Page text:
We left the D&B tent and took a stroll over to the Locally Grown where Bristol based 5 piece outfit Leo and the Heist were just about to kick off. The vocals of Leo Wood were divine, and their eclectic mix of soul warming vibes and ground shaking rhythm was enough to get you up and dancing on no time at all. Leo was wearing lycra and midway through the set, announced that she was really hot! Sadly, I left my lycra at home but I did feel for her as there was zero breeze and by the time they finished, the sun was beating down on the stage. For a slice of what they’re all about, you should check out their new single ‘Acoustic Glow’ which landed on June 1st.
Back to the main stage where Exeter heroes The Computers were about to set the stage alight (not literally!). Speaking to Aiden Sinn (drummer) before the show, he explained that they had to cancel a number of gigs on their recent tour owing to Al tearing a vocal chord and was made to rest by his doctor.
From listening to their set, you wouldn’t have known that there was anything wrong and I only hope that their performance today didn’t cause any further issues. Al was climbing the stage, walking along the barrier, jumping into the audience for a dance but I think the highlight of the set came when he and the guitarist jumped over the barrier and organised a ‘Wall of Death’ (possibly the first to have been done at Lemonfest).
To top it all off, the guitarist was hoisted aloft in the crowd and the aim was to keep him up there until Al decided it was time to get back onto the stage. What ensued was brilliant, I know it’s a family friendly event but I think all the kids had been ushered away whilst some hardcore fans of the band proceeded in slam dancing, throwing themselves wildly around the pit whilst the guitarist was held high in the air, looking on more than one occasion like he might have been dropped! After an impressive set consisting of some killer tracks such as the soulful ‘Mr Saturday Night’ and ‘C.R.U.E.L’ , they decided to dig deep and pull out ‘Music is Dead’ which dates back to 2011 and boy, did it sound GOOD, screaming vocals and driving guitar and drums really made it a stand out moment for me. Check their website for details of future dates in your area soon!
Following The Computers was a New Orleans based 8 piece brass act called the Hot 8 Brass Band who played a variety of funk tinged tracks backed with some killer percussion to get the crowd on their feet once again and dancing along to the smooth sound.
Things were hotting up again and Multi-instrumentalist come rapper come human beatbox Beardyman was due onto the main stage to enthral the audience with his very unique skill of being able to make up songs on the spot about anything at all! We saw him last year in Exeter and before the show, he got audience members to write down what they wanted him to write a song about and put it into a large bucket, he then pulled out the pieces of paper one by one and created an entire album in just 60 minutes.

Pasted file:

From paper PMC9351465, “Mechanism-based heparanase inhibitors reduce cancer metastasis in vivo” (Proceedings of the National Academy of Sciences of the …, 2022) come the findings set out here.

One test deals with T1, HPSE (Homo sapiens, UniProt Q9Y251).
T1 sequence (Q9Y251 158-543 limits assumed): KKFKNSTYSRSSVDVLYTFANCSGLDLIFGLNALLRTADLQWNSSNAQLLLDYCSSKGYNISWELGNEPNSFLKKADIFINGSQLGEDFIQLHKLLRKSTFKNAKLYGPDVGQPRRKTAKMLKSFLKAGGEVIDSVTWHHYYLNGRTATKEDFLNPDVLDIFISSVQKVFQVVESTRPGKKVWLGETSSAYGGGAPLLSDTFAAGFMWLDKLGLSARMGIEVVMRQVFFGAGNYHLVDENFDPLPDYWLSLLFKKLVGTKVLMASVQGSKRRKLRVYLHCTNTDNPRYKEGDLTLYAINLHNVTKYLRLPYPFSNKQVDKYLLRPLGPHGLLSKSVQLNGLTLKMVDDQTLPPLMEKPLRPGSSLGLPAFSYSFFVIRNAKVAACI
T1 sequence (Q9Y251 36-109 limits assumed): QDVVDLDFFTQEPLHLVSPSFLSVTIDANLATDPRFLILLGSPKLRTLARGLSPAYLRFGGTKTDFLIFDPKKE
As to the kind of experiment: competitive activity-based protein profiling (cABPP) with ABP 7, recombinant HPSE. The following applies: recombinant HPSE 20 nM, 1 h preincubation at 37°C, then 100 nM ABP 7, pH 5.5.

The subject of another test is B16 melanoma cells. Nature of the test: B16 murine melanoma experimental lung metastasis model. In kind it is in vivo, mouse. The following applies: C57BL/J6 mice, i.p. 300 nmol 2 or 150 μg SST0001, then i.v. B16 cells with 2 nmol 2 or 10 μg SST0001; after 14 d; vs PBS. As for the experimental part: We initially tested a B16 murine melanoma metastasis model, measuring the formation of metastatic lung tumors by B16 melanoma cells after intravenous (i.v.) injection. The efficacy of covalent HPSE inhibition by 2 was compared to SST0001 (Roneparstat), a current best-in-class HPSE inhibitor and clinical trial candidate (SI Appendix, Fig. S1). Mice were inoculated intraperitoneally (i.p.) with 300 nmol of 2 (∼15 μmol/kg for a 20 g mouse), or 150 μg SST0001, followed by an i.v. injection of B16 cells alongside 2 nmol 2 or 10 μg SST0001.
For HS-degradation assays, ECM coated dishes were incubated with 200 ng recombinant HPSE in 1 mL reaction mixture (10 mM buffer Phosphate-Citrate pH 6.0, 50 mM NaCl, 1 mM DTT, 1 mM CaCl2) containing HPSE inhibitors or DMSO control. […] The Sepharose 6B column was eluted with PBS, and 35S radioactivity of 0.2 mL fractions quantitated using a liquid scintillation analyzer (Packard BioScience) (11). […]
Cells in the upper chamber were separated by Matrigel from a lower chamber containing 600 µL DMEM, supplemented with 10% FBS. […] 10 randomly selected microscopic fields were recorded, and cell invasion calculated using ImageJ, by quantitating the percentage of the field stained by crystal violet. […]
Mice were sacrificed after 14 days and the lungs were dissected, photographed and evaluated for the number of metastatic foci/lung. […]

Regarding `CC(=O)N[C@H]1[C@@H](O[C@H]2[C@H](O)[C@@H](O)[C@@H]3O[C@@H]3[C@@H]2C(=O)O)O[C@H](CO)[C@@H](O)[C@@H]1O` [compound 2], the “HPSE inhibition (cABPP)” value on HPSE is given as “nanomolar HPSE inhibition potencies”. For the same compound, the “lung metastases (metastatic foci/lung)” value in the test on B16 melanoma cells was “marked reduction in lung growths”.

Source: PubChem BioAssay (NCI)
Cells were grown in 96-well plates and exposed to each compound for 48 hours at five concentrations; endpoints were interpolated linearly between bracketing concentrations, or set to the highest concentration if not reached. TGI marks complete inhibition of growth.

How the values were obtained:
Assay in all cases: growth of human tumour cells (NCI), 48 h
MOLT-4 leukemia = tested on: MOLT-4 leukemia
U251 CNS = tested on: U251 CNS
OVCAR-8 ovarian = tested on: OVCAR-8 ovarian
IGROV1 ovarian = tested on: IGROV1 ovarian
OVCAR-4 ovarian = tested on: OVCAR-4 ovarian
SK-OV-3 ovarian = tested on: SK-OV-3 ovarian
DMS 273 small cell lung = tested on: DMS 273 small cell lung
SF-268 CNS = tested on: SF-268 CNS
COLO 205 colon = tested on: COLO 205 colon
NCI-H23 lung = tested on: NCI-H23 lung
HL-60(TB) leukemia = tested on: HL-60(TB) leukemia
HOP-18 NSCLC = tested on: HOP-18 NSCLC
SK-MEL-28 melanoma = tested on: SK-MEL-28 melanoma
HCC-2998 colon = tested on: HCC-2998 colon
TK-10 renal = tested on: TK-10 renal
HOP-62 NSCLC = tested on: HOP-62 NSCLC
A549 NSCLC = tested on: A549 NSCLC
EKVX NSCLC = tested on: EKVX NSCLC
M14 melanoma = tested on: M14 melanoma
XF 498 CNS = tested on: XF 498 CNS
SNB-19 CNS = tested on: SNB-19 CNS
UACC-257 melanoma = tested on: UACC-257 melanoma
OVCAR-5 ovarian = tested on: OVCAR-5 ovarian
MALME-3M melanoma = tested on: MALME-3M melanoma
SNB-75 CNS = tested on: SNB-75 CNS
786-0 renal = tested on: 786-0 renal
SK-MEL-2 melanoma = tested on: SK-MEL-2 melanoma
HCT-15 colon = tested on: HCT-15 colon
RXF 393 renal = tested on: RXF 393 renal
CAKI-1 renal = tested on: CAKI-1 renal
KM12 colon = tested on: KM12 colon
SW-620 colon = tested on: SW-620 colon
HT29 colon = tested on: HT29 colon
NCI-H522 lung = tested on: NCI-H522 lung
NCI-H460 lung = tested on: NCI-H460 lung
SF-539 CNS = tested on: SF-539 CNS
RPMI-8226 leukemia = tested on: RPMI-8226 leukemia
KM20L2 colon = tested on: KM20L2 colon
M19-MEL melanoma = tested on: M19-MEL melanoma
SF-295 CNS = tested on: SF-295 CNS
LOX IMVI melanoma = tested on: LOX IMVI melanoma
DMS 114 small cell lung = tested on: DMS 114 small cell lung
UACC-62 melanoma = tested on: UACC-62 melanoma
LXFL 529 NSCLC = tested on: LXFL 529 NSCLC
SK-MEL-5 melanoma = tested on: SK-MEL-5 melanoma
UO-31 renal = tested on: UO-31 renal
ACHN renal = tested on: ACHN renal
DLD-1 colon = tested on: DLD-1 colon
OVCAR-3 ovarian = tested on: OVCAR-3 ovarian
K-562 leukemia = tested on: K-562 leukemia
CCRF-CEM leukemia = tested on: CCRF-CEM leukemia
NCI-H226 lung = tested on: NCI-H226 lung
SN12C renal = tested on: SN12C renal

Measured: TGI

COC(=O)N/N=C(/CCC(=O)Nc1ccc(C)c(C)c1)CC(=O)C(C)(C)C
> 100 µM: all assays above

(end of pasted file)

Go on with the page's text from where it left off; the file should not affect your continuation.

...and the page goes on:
I hoped that he would be applying this to his festival shows as well but in place of this, he started the set with some very impressive beat boxing and rhyming before introducing a couple of rappers to the stage who performed some amazing freestyle. Unfortunately for them, they thought they were in Exeter, not Newton Abbot, eventually getting a huge cheer from the audience when they finally got it right!
As the set wore on, I feel that it lost a little of the pzazz that he started out with and had he taken a few requests, I think the set would have been received a little better. All told, he is an amazing performer and his skills left the crowd wanting more come the end.
The quality of the acts on this years Locally Grown stage were phenomenal, we headed over there to catch the performance by Zuri Aura, a five piece reggae fusion group that have packed out venues, kicked off festival’s and played live BBC introducing radio shows across the UK and Europe, storming the scene after forming just a few years ago.
Their music had an almost African feel to the vocals and it was great to see that Lizzie on Keys could also play the sax, adding a totally different level to their music. They kept me glued right to the spot for most of their set, their blend of dance beats, slick bass and smooth guitar provided me with just what I wanted to hear as the evening fell on Newton Abbot Racecourse.
They have already supported some very big names in the music world such as Quantic Live, The Skints and Chainska Brassika, we wish them every success for what is shaping up to be a mega 2016!
We were eager to see who this year's 'Secret Guests' were so it was off to the Hairy Beaver to check out who was on. We entered the area and saw a 6 foot drag queen on the stage, wandering around and generally getting in the way whilst Land of the Giants were desperately trying to get setup for their show. After a few minutes of sound checks, they were ready to go and burst straight into 'Bangkok', one of my favourite tracks from their most recent EP 'Surrender' which is available to buy now from all good record shops and online download stores. It didn't take the room full of people long to realise that LOTG are THE party band and to have them performing for you at a local festival is a real honour, everyone was soon up and dancing to the heady blend of reggae, rock. blues and general feel good music that they produced. We had to get over to the main stage but it was a real pleasure seeing the guys play at a local event, we hope to bump into them again in the very near future.
We took one last peek into the D&B tent on the way over to the main stage, unsure who was playing but whoever it was, they were doing a great job of producing an array of hectic beats and tight banter for the tent to enjoy, it was pretty full by now and I was happy to leave the kids to enjoy the music until the wee small hours!
We wandered over to the main stage for the main event, now I was surprised to see that the next band weren’t from Alabama and there were more than 3 of them in the group so I’m unsure where ‘Alabama 3’ came from, I don’t think that 'Brixton 9' is nearly as catchy as there own name so we’ll leave it where it is!
They took to a smoke filled stage to perform a killer set full of electronic, blues, country, gospel, and spoken word which captivated the capacity audience throughout the set. The gravel toned vocals of both Rob Spragg and Jake Black sounded awesome, backed by punchy bass, rhythmic guitar and pounding drums. Their music provided a solid foundation for people to groove to, it was so dirty, so grimy and just felt GOOD!
We had to leave prior to the end of their set but from what we heard, they did a sterling job of tearing up the main stage and WHAT a way to end Lemonfest 2016! We are looking forward to next year’s event already!
Words by Steve Muscutt
Photography by Rhodri Cooper